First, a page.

Resolving Loss-of-Power Issues in the Volkswagen TDI
Volkswagen diesel cars such as the TDI can experience a loss of power. This could be temporary or more permanent depending on the cause. Two possible causes are computer-imposed "limp mode" and the MAF sensor, which is just a small distance from the air cleaner.
Limp mode is a safety function when the car computer detects a serious malfunction of some sort serious enough. There is NO signal to the driver, just this odd feeling. It feels like you have the E-brake on or something is holding you back. On a flat road, it will be subtle; it is much more obvious when trying to climb or get onto a highway. Your engine light may or may not be on. Most cars in this mode will seldom go about 2000 RPM but limp mode will let you slowly accelerate to 40-50 mph. It will take much longer than normal.
The only way to find out the cause for this limping is to use a VCDS computer to hook up to the car and see what the codes are. Vacuum leaks are known to cause it because the car may stumble or buck. Or the problem might be a boost issue, EGR, exhaust leak, clogged fuel pump, bad MAF sensor, or sticking vanes in the turbo from soot. So, you really do need the code to make a determination.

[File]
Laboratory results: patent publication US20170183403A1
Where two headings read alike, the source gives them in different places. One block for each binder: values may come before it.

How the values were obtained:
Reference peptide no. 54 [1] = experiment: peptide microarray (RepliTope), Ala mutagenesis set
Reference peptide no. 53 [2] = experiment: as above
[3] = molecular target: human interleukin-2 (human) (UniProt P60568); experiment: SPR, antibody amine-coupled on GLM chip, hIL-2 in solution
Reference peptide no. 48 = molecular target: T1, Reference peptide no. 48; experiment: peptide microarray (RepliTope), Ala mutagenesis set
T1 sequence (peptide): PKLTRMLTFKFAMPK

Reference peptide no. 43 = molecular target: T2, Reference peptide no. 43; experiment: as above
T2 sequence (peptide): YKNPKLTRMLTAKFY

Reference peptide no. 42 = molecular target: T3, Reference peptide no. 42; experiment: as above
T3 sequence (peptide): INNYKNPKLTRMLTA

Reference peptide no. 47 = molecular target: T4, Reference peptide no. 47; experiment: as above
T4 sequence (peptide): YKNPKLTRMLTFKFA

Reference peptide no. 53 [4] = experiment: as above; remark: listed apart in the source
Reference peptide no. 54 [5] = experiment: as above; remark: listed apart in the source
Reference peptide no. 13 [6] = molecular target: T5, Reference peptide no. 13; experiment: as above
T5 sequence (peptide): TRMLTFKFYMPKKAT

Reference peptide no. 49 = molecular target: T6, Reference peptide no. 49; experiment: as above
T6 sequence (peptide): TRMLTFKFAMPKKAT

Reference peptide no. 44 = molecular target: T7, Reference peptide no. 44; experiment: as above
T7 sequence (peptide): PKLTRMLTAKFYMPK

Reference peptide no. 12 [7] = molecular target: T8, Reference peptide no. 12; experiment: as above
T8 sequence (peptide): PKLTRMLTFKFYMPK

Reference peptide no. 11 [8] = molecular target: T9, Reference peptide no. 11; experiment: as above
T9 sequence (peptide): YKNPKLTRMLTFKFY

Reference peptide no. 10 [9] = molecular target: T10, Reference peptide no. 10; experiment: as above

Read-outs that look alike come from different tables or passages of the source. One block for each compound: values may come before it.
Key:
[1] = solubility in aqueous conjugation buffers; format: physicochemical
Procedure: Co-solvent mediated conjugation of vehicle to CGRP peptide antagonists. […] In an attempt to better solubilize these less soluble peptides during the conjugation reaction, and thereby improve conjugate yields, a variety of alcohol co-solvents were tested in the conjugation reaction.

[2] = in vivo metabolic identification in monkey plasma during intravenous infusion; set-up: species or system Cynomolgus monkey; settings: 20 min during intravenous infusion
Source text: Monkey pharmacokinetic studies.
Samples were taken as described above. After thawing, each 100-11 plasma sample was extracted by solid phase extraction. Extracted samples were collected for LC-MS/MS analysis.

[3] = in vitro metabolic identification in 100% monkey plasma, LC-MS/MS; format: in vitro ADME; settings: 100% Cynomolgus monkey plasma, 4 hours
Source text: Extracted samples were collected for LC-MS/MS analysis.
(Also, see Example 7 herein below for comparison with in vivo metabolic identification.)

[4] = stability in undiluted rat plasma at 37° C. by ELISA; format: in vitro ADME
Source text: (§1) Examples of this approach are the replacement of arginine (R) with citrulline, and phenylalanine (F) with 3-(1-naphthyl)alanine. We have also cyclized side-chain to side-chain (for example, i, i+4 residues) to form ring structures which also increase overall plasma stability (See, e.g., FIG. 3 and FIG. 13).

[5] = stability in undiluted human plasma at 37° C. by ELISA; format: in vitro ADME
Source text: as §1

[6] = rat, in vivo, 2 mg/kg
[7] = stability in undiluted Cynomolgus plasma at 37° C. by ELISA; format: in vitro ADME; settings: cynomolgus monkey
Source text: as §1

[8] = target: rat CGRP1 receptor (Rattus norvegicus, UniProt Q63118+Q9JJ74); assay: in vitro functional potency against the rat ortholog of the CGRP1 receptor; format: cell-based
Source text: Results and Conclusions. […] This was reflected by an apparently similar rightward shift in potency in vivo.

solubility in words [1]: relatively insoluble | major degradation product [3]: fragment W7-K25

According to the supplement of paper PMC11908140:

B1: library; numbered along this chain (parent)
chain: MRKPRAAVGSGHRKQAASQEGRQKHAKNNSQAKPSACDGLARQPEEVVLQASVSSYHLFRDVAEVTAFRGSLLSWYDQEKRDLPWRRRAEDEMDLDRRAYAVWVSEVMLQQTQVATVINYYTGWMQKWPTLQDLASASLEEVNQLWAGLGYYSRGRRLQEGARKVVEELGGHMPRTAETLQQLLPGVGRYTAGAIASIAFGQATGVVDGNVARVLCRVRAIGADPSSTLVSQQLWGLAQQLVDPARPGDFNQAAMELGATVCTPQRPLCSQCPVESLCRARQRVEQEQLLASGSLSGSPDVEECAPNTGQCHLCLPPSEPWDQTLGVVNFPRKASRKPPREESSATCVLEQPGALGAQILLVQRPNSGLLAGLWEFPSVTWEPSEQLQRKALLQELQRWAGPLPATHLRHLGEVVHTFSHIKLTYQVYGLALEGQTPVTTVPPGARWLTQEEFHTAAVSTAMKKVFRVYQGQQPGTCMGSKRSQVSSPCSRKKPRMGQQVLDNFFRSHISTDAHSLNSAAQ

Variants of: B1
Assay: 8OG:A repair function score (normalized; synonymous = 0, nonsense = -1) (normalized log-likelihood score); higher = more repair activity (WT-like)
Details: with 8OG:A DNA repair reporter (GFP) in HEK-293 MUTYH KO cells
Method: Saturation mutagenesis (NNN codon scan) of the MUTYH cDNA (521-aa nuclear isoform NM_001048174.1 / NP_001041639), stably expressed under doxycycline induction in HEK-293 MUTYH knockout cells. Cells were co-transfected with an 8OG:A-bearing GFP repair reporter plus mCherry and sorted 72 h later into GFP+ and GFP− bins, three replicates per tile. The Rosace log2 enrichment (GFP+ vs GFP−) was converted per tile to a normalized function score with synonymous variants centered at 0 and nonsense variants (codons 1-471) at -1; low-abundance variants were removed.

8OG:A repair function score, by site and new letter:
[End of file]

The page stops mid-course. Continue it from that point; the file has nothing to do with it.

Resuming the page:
The MAF (Mass Air Flow) Sensor
A bad or going-bad MAF can cause the loss of power. These are usually good to 70K miles.
A bad MAF sensor might produce a sudden reduction in car power, but the normal failure mode is a gradual loss of power over weeks. Your engine light may come on if the sensor only has intermittent failure. If power is restored by shutting the car off and turning it back on, you are in limp mode.
One cause of a bad MAF is that you have used an aftermarket air cleaner that fails to keep oil residue away from it. Even a little residue will cause the sensor to fail. They are sensitive.
If you are not sure whether it is bad, simply rev the engine to 5100 rpm while in park or neutral. If the MAF is bad, you will not be able to do it. If the MAF has not failed totally, you should be able to do it. You can also unplug the plug connector. The ECU will then replace the faulty signal with a default value. If the car has more power or is unchanged, the MAF is definitely bad.
If the engine check light is on, it may reset when the connector is disconnected and reconnected.
The time to change a MAF is not longer than 30 min. The cost of a MAF is anywhere from $140 to $200. The MAF base is held onto by two screws. Once removed, disconnect the top connector to the MAF and install a new one. To remove the top connector you will need a special tool to remove the two screws.